Acetaminophen (By injection)
Relieves pain and reduces fever.
When This Medicine Should Not Be Used
How to Use This Medicine
- Your doctor will prescribe your dose and schedule. This medicine is given through a needle placed in a vein. The medicine will be injected slowly over 15 minutes.
- A nurse or other health provider will give you this medicine.
Drugs and Foods to Avoid
Ask your doctor or pharmacist before using any other medicine, including over-the-counter medicines, vitamins, and herbal products.
- Some medicines and foods can affect how acetaminophen works. Tell your doctor if you are using a blood thinner, such as warfarin.
- Do not drink alcohol while you are using this medicine.
Warnings While Using This Medicine
- Tell your doctor if you are pregnant or breastfeeding, or if you have kidney disease or liver disease. Tell your doctor if you have been addicted alcohol.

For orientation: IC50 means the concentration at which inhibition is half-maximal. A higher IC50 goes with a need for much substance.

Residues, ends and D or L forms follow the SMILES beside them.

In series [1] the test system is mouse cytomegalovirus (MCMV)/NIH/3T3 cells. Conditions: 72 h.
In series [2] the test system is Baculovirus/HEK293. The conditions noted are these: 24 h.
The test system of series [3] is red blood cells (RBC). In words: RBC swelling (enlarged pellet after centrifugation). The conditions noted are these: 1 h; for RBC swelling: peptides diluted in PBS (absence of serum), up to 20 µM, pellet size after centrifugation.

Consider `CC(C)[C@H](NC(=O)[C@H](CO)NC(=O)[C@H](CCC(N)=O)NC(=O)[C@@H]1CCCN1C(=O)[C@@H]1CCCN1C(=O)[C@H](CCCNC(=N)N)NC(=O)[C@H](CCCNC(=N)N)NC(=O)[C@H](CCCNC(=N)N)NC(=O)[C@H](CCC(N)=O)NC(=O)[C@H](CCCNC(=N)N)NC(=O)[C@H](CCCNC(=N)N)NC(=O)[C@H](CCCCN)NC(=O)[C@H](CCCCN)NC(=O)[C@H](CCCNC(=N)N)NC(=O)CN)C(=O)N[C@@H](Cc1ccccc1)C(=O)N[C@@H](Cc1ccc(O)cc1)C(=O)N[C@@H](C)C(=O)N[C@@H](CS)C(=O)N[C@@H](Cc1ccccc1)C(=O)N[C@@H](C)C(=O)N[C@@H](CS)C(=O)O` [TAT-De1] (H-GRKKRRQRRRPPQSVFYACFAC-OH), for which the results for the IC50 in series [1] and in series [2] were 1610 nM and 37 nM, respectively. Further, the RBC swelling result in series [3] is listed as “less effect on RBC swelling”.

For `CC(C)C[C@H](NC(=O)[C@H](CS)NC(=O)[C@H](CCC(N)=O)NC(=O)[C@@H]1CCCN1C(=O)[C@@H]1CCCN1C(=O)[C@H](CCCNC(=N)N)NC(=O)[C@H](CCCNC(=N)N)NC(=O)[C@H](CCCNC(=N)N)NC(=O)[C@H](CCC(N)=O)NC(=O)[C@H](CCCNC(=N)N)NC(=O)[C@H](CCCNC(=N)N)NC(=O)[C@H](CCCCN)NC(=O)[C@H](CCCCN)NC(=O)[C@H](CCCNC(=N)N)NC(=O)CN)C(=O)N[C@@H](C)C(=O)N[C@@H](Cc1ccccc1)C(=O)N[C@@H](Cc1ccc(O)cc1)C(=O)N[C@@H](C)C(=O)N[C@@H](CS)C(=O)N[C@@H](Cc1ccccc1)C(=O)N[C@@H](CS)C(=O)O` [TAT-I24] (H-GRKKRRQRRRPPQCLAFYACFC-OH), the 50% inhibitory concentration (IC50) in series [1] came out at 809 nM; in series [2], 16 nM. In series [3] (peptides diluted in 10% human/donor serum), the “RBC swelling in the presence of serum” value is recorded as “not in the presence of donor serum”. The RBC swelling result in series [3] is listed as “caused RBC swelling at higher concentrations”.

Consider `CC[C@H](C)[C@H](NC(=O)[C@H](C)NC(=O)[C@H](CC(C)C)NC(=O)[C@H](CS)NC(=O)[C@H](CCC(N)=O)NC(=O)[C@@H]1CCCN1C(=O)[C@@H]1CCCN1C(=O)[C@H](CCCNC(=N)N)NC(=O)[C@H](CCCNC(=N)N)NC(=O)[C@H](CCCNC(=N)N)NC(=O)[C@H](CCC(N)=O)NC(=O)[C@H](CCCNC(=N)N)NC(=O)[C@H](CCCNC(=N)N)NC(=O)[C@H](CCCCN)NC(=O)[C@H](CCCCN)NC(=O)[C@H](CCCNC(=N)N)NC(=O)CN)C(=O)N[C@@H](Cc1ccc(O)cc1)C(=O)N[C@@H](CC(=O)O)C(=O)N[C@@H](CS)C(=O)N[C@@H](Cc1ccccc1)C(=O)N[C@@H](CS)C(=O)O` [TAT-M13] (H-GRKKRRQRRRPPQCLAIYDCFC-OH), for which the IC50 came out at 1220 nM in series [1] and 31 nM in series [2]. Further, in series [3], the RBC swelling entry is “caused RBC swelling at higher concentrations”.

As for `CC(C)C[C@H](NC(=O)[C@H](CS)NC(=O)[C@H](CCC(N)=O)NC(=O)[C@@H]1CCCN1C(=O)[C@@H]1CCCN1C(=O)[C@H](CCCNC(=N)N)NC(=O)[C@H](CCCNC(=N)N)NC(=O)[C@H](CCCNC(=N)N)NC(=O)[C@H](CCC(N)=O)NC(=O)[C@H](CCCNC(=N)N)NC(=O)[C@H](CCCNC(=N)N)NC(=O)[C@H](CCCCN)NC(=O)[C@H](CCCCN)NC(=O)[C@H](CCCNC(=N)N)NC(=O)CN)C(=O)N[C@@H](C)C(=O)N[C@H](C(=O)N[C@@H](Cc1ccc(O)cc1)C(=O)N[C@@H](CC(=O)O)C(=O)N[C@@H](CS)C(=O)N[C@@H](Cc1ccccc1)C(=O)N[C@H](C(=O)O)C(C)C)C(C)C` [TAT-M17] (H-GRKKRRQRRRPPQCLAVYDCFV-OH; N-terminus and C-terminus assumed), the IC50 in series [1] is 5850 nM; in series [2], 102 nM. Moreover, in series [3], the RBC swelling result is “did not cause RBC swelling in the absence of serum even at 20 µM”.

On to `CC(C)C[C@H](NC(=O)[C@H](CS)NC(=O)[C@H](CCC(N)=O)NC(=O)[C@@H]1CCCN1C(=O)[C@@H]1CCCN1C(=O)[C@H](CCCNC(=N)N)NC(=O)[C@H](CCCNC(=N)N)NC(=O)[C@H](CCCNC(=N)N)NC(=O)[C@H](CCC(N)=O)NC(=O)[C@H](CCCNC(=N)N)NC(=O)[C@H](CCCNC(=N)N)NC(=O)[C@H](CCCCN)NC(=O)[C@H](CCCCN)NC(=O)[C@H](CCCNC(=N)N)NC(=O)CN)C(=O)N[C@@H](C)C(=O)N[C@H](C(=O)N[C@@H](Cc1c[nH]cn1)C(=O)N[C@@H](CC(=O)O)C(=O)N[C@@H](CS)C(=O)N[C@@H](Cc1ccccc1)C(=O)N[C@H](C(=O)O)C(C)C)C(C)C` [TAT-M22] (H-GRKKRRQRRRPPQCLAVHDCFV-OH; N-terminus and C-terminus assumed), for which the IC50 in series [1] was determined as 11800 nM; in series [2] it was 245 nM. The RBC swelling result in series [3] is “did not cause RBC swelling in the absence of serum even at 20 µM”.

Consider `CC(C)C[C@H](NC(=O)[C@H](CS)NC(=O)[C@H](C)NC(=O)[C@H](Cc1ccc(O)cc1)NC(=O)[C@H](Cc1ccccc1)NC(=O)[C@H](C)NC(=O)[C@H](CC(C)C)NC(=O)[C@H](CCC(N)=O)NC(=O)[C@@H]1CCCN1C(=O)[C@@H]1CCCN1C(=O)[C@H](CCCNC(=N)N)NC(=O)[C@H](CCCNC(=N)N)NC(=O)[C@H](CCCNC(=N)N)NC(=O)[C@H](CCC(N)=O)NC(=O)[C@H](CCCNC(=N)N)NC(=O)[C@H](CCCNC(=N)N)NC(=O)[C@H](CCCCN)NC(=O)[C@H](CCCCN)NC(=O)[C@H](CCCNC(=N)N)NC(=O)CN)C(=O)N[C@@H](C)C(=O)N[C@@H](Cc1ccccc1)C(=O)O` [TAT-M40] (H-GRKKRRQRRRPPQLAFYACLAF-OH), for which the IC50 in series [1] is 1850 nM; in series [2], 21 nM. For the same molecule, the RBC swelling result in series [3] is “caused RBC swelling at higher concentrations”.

- This medicine may cause the following problems:
- Liver damage
- Serious skin reactions
- Carefully check the labels of all other medicines you are using, because they may also contain acetaminophen. It is not safe to use more than 4 grams (4,000 milligrams) of acetaminophen in 24 hours.
Possible Side Effects While Using This Medicine
Call your doctor right away if you notice any of these side effects:
- Allergic reaction: Itching or hives, swelling in your face or hands, swelling or tingling in your mouth or throat, chest tightness, trouble breathing
- Blistering, peeling, or red skin rash
- Dark urine or pale stools, nausea, vomiting, loss of appetite, stomach pain, yellow skin or eyes
- Pain, itching, burning, swelling, or a lump under your skin where the needle was placed
If you notice other side effects that you think are caused by this medicine, tell your doctor
Call your doctor for medical advice about side effects. You may report side effects to FDA at 1-800-FDA-1088
- Last reviewed on 10/4/2017
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